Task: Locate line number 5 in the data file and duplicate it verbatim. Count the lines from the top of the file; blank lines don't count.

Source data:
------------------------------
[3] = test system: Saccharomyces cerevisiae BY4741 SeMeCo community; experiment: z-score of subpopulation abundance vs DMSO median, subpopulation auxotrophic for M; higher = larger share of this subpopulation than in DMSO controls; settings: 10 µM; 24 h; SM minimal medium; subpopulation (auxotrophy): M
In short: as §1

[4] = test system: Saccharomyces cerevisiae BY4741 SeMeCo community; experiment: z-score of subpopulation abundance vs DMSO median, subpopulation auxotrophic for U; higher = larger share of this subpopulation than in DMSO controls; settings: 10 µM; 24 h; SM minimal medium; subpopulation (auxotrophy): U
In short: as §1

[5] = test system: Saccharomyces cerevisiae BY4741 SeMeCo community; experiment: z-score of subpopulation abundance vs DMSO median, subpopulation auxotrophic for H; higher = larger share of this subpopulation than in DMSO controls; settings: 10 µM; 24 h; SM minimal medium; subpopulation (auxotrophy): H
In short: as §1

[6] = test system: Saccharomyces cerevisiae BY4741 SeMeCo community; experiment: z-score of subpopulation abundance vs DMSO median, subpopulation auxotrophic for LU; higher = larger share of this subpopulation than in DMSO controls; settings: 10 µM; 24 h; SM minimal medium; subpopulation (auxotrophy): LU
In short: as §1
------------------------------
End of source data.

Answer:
[5] = test system: Saccharomyces cerevisiae BY4741 SeMeCo community; experiment: z-score of subpopulation abundance vs DMSO median, subpopulation auxotrophic for H; higher = larger share of this subpopulation than in DMSO controls; settings: 10 µM; 24 h; SM minimal medium; subpopulation (auxotrophy): H